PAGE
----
The following appeared in the Burlington Free Press's My Turn column on June 5, 2012.
My Turn ~ Road to Full Marriage Equality
Positive Signs Along the Road to Full Marriage Equality, but We Still Have a Ways to Go
We are fortunate as Vermonters to live in a state where all couples and families are respected under state law. Vermont has been a leader on civil rights for gay, lesbian, bisexual, and transgender individuals and their families, and, since 2009, same-sex couples have had the same freedom to marry in Vermont as heterosexual couples.
Nationally, recent positive developments in support of marriage equality act collectively as a beacon of hope for same-sex couples and their families. Yet, as long as discriminatory laws remain in place, all same-sex couples, even those in marriage-equality states like Vermont, will continue to live in fear and be vulnerable because they are denied equal protection under federal law.
The latest headlines on marriage equality have accurately conveyed a sense of forward movement. On May 24th, another federal court found that the so-called Defense of Marriage Act (DOMA) is unconstitutional. U.S. District Court Judge Claudia Wilken joins the growing group of federal judges who agree that DOMA violates the equal protection rights of same-sex couples.
Here in Vermont, common-sense fairness prevailed recently when U.S. Citizenship and Immigration Services granted deportation relief to a bi-national couple from Dummerston. Though Japanese-born Takako Ueda and her American spouse Frances Herbert have been together for over a decade and were legally married in Vermont last year, because of DOMA, their marriage receives no federal recognition. Ueda risked deportation solely because she is married to a woman. It took the couple's bravery to publicly fight for their right to stay together, along with the strong leadership of our Vermont Congressional delegation, to bring about this compassionate outcome.
Perhaps most notably, President Barack Obama announced his personal support for allowing same-sex couples the freedom to marry. May 9, 2012 will be remembered by many in the LGBT community as a historic day, one that lifted our hearts in hope.
These encouraging developments, however, have not yet yielded any comprehensive policy or legal changes that would fully protect same-sex couples and their families, either here in Vermont or elsewhere in the United States.
While bi-national same-sex couples like Ueda and Herbert are fortunate to live in a state with a Congressional delegation that is willing to stand up for their equality, other bi-national couples lack such support and face the constant threat of deportation, of having their families torn apart, simply because they are in a same-sex relationship.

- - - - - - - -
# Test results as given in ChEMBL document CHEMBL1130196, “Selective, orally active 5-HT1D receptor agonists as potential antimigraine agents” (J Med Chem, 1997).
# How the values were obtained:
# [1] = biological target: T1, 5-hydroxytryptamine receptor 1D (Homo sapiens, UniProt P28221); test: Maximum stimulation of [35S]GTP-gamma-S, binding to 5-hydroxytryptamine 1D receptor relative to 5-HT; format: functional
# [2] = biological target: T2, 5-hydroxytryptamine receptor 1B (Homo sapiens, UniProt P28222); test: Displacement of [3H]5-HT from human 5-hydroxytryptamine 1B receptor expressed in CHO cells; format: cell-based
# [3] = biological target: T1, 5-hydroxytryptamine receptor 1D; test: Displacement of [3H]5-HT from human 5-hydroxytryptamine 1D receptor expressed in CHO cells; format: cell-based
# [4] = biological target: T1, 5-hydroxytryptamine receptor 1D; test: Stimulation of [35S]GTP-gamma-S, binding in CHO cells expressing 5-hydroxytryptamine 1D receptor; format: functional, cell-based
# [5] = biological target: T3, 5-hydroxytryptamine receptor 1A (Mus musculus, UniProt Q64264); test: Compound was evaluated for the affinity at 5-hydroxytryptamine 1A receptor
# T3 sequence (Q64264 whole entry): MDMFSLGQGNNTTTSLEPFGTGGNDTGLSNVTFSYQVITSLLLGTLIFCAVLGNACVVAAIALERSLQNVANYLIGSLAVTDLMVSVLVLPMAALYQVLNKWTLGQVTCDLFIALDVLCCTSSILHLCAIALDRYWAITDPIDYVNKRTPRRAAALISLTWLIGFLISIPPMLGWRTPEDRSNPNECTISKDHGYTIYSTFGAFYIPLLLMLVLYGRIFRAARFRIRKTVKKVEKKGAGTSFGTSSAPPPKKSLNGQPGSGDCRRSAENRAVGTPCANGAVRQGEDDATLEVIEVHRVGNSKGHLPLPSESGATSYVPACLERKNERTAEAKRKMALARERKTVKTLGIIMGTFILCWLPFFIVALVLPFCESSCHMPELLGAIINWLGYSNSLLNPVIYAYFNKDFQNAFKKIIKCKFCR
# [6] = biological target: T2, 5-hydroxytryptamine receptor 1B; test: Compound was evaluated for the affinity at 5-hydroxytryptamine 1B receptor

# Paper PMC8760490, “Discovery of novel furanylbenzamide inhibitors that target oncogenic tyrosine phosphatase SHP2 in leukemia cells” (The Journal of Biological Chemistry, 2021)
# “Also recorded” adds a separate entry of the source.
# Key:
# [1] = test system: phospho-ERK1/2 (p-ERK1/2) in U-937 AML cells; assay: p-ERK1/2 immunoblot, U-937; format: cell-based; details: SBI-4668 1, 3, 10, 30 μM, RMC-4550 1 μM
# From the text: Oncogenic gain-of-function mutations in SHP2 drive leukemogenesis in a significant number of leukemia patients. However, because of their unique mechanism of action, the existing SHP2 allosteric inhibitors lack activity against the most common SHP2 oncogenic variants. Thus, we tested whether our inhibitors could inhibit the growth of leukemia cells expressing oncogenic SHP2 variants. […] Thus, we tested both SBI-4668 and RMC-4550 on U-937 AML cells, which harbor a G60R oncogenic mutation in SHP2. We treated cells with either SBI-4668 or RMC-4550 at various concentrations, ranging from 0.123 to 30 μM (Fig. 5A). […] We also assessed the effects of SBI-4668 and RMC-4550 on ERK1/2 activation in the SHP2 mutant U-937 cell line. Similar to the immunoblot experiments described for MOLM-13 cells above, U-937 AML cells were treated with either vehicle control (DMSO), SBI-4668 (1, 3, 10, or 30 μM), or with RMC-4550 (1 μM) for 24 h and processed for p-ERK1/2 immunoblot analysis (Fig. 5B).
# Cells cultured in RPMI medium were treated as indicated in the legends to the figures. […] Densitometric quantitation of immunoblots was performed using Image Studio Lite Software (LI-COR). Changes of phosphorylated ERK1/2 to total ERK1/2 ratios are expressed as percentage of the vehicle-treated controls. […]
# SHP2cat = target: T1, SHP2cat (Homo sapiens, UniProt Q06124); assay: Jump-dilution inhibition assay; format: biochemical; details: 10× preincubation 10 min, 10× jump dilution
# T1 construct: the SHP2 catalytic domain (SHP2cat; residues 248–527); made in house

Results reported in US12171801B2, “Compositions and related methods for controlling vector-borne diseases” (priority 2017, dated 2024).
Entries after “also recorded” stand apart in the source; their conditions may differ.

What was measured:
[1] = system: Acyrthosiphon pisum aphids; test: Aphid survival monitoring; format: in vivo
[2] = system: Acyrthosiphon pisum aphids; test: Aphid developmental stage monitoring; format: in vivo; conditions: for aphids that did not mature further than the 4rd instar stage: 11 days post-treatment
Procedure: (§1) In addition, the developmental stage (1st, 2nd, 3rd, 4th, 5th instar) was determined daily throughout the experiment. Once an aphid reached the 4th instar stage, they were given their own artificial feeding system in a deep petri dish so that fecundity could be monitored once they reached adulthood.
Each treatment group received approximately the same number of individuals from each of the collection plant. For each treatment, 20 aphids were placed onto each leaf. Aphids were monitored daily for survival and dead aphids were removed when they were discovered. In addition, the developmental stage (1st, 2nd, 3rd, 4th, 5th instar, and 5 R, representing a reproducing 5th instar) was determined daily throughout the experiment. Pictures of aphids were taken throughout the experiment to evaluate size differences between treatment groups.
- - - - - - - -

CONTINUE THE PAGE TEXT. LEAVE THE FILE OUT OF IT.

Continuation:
Although our state has led the way on marriage equality, Vermont married same-sex couples continue to face discrimination federally. For example, we must file two sets of tax returns, whereas other married couples can file jointly. Because the patchwork of legal rights throughout the country does not ensure the same blanket marriage protections to same-sex couples that it does to heterosexual couples, we must travel with copies of our various legal documents (such as medical and financial powers of attorney and adoption orders), and, even then, there is no assurance those documents will be honored in other states. Furthermore, many couples cannot afford the legal costs required to craft such paperwork, which only approximates the federal protections automatically granted to married heterosexual couples. Until DOMA is repealed, in-state marriage equality does not translate into federal marriage equality, and Vermont same-sex couples continue to be treated as “less than” other Vermont married couples.
Additionally, we must remember that most states still prohibit same-sex couples from marrying, either through amendments to their constitution and/or in statutory language. Anti-gay, anti-equality advocates are working in every state to deny same-sex couples basic legal protections. The passage of Amendment One in North Carolina is the most recent example of a successful attempt to write discrimination into a state constitution.
In short, though public support for marriage equality grows every day, and the opinions of more and more political leaders and legal experts bend toward fairness, we still have a long way to go. Until there is full federal marriage equality, Vermont Freedom to Marry will continue its work on repealing DOMA, on supporting other state organizations to achieve and maintain in-state equality, and on being the Vermont resource on marriage equality.
The historic and celebratory developments in favor of equality should not lull us into apathy but, rather, serve as inspiration to persist until justice is met. Vermont has always been a leading voice for equality, and with the support of all fair-minded Vermonters, we will continue to be a beacon of hope in the pursuit of equality for all American families.
Volunteer Board Member of Vermont Freedom to Marry Task Force